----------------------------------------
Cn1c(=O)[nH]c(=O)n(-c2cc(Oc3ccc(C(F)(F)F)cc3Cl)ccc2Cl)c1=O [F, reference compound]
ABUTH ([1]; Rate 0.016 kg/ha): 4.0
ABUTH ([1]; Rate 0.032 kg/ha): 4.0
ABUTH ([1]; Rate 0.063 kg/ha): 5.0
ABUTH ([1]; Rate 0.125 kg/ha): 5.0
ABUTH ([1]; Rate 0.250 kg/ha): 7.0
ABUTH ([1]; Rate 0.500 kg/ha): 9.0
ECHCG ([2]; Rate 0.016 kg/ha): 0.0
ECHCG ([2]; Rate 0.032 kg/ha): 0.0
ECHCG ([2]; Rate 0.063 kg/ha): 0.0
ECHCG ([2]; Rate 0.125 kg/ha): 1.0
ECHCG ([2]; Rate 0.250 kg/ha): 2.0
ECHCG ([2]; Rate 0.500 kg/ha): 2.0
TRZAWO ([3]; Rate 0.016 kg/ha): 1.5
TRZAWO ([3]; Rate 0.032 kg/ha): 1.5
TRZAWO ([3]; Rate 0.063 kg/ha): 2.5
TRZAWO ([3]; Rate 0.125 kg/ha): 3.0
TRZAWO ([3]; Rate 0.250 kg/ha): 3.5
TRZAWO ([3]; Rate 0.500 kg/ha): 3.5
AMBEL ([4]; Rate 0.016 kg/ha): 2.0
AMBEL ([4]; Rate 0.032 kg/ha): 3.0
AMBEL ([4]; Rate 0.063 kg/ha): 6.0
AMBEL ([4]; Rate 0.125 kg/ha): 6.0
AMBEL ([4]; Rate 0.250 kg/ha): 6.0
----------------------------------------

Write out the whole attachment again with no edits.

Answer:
Cn1c(=O)[nH]c(=O)n(-c2cc(Oc3ccc(C(F)(F)F)cc3Cl)ccc2Cl)c1=O [F, reference compound]
ABUTH ([1]; Rate 0.016 kg/ha): 4.0
ABUTH ([1]; Rate 0.032 kg/ha): 4.0
ABUTH ([1]; Rate 0.063 kg/ha): 5.0
ABUTH ([1]; Rate 0.125 kg/ha): 5.0
ABUTH ([1]; Rate 0.250 kg/ha): 7.0
ABUTH ([1]; Rate 0.500 kg/ha): 9.0
ECHCG ([2]; Rate 0.016 kg/ha): 0.0
ECHCG ([2]; Rate 0.032 kg/ha): 0.0
ECHCG ([2]; Rate 0.063 kg/ha): 0.0
ECHCG ([2]; Rate 0.125 kg/ha): 1.0
ECHCG ([2]; Rate 0.250 kg/ha): 2.0
ECHCG ([2]; Rate 0.500 kg/ha): 2.0
TRZAWO ([3]; Rate 0.016 kg/ha): 1.5
TRZAWO ([3]; Rate 0.032 kg/ha): 1.5
TRZAWO ([3]; Rate 0.063 kg/ha): 2.5
TRZAWO ([3]; Rate 0.125 kg/ha): 3.0
TRZAWO ([3]; Rate 0.250 kg/ha): 3.5
TRZAWO ([3]; Rate 0.500 kg/ha): 3.5
AMBEL ([4]; Rate 0.016 kg/ha): 2.0
AMBEL ([4]; Rate 0.032 kg/ha): 3.0
AMBEL ([4]; Rate 0.063 kg/ha): 6.0
AMBEL ([4]; Rate 0.125 kg/ha): 6.0
AMBEL ([4]; Rate 0.250 kg/ha): 6.0